Market Symphony is an original work of sound art the Smithsonian National Museum of African Art commissioned artist Emeka Ogboh to create specifically for a gallery in the museum. Drawing on the commercial cries and urban ambiance of Balogun—a sprawling open-air market in Lagos, Africa’s largest and most populated city—the artist invites us to experience the distinctive sounds of this vibrant Nigerian metropolis and the traders who drive its daily economy.
b. 1977, Nigeria
Site-specific, mixed-media sound installation
Ogboh considers sound art akin to sculpture: it shapes our experience of a space, even with our eyes closed. Women and hawkers call from all sides against the backdrop of horns, footsteps, and city living to transport us from the hush of a gallery to a commercial hive approximately 5,407 miles away.
In Market Symphony, Ogboh has combined the ambient sounds of his hometown with electronic compositions to create an immersive experience. Visitors hear the voices of traders advertising their goods and calling out for potential customers, the sounds of bantering between buyers and sellers, and the overall bustle of Lagos’s major markets. Speakers are mounted on colorful enamelware trays commonly used for displaying goods at stalls in Nigerian markets like Balogun. Laden with food and other goods, such trays are also popular with itinerant hawkers who weave through Lagos’s busy streets while balancing their wares upon their heads. Whether concealed beneath merchandise or navigating crowded streets, these trays lend to the color, chaos, and creativity characteristic of the symphony of rhythms at Balogun and other markets.
Lead sponsorship for Market Symphony by Emeka Ogboh is generously provided by BET Networks. Support also provided by Eminence Speaker.
About the Artist
Though sound art began to transform New York’s experimental art world in the 1980s, it has only gained traction among Africa’s talented artists in the past decade. Like South Africa’s James Webb and Egypt’s Magdi Mostafa, Nigerian Emeka Ogboh is a pioneer of sound art on the African continent. His “soundscapes” have transposed the aural experience of Lagos to Addis Ababa, Berlin, Dakar, Helsinki, Houston, Seattle, Venice, and Washington, D.C.Born in 1977, Ogboh studied graphic design at the prestigious University of Nigeria, Nsukka, receiving his B.A. in fine arts in 2001. His 2008 participation in a class on the audible spectrum taught by the Austrian artist Harold Scherz at the Winter Academy in Fayoum, Egypt, launched his experiments with sound art. Internationally acclaimed for his work in sound and video, Emeka Ogboh’s artworks have appeared in major international venues, including the Dak’Art Biennale and Mikromusik Festival in 2014, and the 56th Venice Biennale in 2015. His works can be found in private collections and exhibitions in Colombia, Croatia, Denmark, England, Finland, France, Germany, Greece, Italy, Luxembourg, Morocco, Nigeria, Pakistan, South Africa, Spain, Switzerland, Turkey, and the United States. He has been selected from an internationally competitive pool to create a work of art for the Peace and Security Building of the African Union in Addis Ababa. Currently, he is an artist in residence at the DAAD (Deutscher Akademischer Austauschdienst) in Berlin, Germany.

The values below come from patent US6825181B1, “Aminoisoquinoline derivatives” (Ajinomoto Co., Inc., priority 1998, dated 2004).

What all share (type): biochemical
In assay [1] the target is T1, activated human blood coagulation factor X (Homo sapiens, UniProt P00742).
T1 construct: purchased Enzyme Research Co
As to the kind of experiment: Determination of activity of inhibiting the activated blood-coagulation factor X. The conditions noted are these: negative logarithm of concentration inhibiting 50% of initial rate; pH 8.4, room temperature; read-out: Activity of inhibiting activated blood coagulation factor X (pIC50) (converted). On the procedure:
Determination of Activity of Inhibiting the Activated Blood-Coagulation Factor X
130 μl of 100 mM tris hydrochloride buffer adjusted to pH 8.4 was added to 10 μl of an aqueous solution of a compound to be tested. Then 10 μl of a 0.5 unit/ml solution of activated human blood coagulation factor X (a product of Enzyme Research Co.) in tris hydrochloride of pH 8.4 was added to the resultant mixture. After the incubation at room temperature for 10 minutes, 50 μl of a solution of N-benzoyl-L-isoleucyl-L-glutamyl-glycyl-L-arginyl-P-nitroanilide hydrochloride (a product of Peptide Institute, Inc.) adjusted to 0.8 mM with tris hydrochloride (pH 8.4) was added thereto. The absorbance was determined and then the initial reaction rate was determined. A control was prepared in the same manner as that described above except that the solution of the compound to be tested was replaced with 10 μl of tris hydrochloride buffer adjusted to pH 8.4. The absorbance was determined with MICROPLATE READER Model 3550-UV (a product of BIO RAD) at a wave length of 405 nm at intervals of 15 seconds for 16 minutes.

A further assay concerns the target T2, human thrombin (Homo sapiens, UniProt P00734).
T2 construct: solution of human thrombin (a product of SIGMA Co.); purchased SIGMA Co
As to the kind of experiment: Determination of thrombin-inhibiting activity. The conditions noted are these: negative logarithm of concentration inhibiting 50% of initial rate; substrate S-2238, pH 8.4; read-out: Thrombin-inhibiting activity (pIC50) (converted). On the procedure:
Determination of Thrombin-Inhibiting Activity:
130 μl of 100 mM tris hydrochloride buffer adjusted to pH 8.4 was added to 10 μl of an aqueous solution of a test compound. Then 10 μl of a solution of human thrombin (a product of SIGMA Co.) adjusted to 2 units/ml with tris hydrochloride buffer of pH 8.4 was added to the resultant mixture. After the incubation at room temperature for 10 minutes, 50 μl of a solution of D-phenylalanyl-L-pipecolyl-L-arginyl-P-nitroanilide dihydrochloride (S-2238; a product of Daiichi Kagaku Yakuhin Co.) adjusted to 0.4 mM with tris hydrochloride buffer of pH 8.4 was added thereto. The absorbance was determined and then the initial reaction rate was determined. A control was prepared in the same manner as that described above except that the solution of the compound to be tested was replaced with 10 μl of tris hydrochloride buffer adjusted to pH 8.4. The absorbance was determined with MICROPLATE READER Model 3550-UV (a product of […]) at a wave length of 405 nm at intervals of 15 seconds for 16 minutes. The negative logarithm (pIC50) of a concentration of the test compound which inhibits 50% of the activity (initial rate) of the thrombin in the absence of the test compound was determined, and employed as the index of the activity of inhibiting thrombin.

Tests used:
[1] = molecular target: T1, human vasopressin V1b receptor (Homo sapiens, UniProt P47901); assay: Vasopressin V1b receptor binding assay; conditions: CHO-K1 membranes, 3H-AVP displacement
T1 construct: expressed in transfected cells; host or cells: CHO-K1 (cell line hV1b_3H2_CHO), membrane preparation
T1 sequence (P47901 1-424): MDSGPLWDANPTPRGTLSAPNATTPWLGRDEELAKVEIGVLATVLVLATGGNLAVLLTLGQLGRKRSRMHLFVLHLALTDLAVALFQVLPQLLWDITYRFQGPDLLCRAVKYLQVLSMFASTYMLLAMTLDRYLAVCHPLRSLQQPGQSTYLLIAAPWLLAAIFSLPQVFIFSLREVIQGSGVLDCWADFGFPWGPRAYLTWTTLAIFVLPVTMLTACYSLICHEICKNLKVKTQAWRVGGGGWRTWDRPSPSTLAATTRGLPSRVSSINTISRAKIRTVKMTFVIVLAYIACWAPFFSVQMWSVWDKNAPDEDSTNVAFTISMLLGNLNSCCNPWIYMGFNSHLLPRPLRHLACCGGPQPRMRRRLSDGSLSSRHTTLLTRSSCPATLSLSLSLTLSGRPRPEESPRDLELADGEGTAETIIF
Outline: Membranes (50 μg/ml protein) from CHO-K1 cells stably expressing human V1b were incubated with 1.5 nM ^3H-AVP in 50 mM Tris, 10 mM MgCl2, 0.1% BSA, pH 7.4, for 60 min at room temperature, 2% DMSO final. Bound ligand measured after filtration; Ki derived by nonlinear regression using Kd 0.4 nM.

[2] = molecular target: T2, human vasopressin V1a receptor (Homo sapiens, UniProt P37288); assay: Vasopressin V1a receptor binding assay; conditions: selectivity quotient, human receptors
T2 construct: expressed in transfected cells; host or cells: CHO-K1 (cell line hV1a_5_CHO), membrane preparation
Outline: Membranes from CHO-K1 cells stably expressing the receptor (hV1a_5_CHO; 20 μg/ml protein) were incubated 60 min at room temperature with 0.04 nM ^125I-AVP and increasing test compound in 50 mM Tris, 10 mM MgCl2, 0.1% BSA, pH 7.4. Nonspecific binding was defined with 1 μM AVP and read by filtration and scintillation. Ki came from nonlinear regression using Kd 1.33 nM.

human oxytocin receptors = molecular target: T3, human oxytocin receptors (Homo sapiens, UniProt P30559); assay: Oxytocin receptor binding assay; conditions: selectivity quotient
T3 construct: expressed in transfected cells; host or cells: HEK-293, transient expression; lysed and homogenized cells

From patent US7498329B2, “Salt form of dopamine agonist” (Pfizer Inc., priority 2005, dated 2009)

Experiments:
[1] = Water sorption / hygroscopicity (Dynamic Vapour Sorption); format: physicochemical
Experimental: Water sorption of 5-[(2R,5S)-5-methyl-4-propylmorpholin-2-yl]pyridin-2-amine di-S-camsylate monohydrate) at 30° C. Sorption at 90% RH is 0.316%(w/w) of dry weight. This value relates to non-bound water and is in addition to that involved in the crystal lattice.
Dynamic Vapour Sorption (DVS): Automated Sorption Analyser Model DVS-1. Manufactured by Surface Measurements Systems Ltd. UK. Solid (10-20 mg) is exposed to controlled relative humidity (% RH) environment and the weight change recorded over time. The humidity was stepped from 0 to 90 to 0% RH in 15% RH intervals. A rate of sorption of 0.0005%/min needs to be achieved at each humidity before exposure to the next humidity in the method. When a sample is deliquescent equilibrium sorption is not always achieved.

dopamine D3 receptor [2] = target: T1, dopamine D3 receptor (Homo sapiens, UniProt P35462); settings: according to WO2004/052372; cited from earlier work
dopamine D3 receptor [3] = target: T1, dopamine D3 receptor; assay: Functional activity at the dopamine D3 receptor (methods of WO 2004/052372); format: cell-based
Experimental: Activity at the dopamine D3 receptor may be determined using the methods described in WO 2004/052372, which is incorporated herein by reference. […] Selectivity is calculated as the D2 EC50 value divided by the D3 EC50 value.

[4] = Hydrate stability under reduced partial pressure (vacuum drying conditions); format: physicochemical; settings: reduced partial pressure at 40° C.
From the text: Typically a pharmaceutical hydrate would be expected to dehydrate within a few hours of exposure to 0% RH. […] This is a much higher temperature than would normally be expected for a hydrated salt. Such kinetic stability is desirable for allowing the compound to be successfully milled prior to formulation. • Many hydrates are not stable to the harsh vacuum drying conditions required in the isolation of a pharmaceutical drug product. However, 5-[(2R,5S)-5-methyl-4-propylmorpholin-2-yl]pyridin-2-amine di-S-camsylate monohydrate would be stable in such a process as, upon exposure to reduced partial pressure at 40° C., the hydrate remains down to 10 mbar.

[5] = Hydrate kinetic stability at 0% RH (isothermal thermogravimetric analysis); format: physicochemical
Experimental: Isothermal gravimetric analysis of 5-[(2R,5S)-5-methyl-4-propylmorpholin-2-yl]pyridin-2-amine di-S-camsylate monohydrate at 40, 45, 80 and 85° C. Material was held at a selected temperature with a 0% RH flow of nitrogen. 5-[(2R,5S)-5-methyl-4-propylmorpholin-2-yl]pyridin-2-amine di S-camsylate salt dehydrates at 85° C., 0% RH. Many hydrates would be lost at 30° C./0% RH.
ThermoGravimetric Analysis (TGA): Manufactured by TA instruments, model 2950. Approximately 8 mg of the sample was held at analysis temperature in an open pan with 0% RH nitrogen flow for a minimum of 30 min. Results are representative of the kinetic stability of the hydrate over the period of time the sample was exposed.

The artist lists among his influences the Igbo minstrels of southeastern Nigeria; sound legends like Janet Cardiff, Bill Fontana, and R. Murray Schafer; and the city of Lagos itself. Emeka Ogboh’s sound recordings investigate the history and aural infrastructure of cities in general and Lagos in particular, while also promoting a focus on listening and hearing. To learn more about Emeka Ogboh, visit his website at 14thmay.com.
Close your eyes and imagine yourself shopping. Do you hear the metallic scraping of hangers on rods, the muting of footsteps on carpet, and the whir of an escalator? Or do you hear the laughter, jeers, calls, and clatter of an open-air market? What space do your ears shape for you?